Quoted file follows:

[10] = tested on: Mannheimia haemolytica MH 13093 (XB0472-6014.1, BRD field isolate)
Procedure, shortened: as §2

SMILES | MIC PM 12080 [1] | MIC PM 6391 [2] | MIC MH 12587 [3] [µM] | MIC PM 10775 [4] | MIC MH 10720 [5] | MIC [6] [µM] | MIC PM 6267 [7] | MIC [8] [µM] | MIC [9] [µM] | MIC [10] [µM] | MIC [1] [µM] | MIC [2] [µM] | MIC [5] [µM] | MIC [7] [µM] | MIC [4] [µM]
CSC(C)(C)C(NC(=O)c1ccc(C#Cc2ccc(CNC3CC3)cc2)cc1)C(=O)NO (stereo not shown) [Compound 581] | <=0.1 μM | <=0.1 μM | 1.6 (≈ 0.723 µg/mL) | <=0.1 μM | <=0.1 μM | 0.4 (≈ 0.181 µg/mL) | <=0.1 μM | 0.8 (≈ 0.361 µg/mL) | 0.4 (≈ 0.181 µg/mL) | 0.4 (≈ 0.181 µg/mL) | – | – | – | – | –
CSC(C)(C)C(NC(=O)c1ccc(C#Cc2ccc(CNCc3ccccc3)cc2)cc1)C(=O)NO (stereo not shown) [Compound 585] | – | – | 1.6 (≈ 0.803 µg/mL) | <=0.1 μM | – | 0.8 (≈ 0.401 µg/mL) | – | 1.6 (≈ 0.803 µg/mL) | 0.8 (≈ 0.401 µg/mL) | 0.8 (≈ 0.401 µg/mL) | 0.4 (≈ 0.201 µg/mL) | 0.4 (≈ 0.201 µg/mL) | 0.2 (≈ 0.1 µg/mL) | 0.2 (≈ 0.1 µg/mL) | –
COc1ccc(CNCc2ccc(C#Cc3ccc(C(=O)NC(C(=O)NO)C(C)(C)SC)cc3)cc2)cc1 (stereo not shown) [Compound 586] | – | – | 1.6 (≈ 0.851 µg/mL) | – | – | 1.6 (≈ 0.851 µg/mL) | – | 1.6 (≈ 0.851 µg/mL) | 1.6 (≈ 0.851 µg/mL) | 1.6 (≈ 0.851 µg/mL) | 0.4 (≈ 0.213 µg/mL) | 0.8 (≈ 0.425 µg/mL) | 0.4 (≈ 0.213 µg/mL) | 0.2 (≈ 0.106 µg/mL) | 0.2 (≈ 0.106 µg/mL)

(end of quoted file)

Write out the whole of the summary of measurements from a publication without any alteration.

[10] = tested on: Mannheimia haemolytica MH 13093 (XB0472-6014.1, BRD field isolate)
Procedure, shortened: as §2

SMILES | MIC PM 12080 [1] | MIC PM 6391 [2] | MIC MH 12587 [3] [µM] | MIC PM 10775 [4] | MIC MH 10720 [5] | MIC [6] [µM] | MIC PM 6267 [7] | MIC [8] [µM] | MIC [9] [µM] | MIC [10] [µM] | MIC [1] [µM] | MIC [2] [µM] | MIC [5] [µM] | MIC [7] [µM] | MIC [4] [µM]
CSC(C)(C)C(NC(=O)c1ccc(C#Cc2ccc(CNC3CC3)cc2)cc1)C(=O)NO (stereo not shown) [Compound 581] | <=0.1 μM | <=0.1 μM | 1.6 (≈ 0.723 µg/mL) | <=0.1 μM | <=0.1 μM | 0.4 (≈ 0.181 µg/mL) | <=0.1 μM | 0.8 (≈ 0.361 µg/mL) | 0.4 (≈ 0.181 µg/mL) | 0.4 (≈ 0.181 µg/mL) | – | – | – | – | –
CSC(C)(C)C(NC(=O)c1ccc(C#Cc2ccc(CNCc3ccccc3)cc2)cc1)C(=O)NO (stereo not shown) [Compound 585] | – | – | 1.6 (≈ 0.803 µg/mL) | <=0.1 μM | – | 0.8 (≈ 0.401 µg/mL) | – | 1.6 (≈ 0.803 µg/mL) | 0.8 (≈ 0.401 µg/mL) | 0.8 (≈ 0.401 µg/mL) | 0.4 (≈ 0.201 µg/mL) | 0.4 (≈ 0.201 µg/mL) | 0.2 (≈ 0.1 µg/mL) | 0.2 (≈ 0.1 µg/mL) | –
COc1ccc(CNCc2ccc(C#Cc3ccc(C(=O)NC(C(=O)NO)C(C)(C)SC)cc3)cc2)cc1 (stereo not shown) [Compound 586] | – | – | 1.6 (≈ 0.851 µg/mL) | – | – | 1.6 (≈ 0.851 µg/mL) | – | 1.6 (≈ 0.851 µg/mL) | 1.6 (≈ 0.851 µg/mL) | 1.6 (≈ 0.851 µg/mL) | 0.4 (≈ 0.213 µg/mL) | 0.8 (≈ 0.425 µg/mL) | 0.4 (≈ 0.213 µg/mL) | 0.2 (≈ 0.106 µg/mL) | 0.2 (≈ 0.106 µg/mL)